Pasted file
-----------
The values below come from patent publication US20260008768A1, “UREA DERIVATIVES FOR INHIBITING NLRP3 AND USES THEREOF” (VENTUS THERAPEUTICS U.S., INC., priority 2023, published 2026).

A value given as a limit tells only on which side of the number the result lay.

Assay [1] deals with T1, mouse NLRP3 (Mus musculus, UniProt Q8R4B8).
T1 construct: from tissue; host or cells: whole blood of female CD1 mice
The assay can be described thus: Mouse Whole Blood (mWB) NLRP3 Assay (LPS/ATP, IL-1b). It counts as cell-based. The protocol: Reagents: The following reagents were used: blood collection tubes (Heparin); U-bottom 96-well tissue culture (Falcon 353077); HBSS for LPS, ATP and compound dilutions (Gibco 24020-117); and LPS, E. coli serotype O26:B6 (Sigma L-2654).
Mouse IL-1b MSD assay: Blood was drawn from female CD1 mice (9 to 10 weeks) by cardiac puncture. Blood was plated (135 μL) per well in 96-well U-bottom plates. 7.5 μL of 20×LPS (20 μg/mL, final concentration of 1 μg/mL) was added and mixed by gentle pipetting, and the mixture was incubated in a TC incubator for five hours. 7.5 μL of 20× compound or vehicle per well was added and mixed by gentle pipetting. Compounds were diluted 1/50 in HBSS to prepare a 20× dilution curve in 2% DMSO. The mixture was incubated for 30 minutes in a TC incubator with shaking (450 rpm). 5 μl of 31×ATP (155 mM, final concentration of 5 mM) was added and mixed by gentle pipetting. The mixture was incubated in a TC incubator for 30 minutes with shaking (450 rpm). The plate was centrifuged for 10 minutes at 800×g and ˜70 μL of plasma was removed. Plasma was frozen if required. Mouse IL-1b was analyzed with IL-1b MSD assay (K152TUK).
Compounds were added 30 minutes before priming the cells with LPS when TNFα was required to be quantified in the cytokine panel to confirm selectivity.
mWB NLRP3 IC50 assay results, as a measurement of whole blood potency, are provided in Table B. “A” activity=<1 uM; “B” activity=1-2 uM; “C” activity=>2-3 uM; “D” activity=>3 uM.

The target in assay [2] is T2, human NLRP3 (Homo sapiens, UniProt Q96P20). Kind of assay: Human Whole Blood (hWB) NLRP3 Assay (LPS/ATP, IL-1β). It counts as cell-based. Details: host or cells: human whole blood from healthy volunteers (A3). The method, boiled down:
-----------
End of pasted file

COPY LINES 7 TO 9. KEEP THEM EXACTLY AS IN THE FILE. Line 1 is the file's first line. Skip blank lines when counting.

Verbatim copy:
Compounds were added 30 minutes before priming the cells with LPS when TNFα was required to be quantified in the cytokine panel to confirm selectivity.
mWB NLRP3 IC50 assay results, as a measurement of whole blood potency, are provided in Table B. “A” activity=<1 uM; “B” activity=1-2 uM; “C” activity=>2-3 uM; “D” activity=>3 uM.

The target in assay [2] is T2, human NLRP3 (Homo sapiens, UniProt Q96P20). Kind of assay: Human Whole Blood (hWB) NLRP3 Assay (LPS/ATP, IL-1β). It counts as cell-based. Details: host or cells: human whole blood from healthy volunteers (A3). The method, boiled down: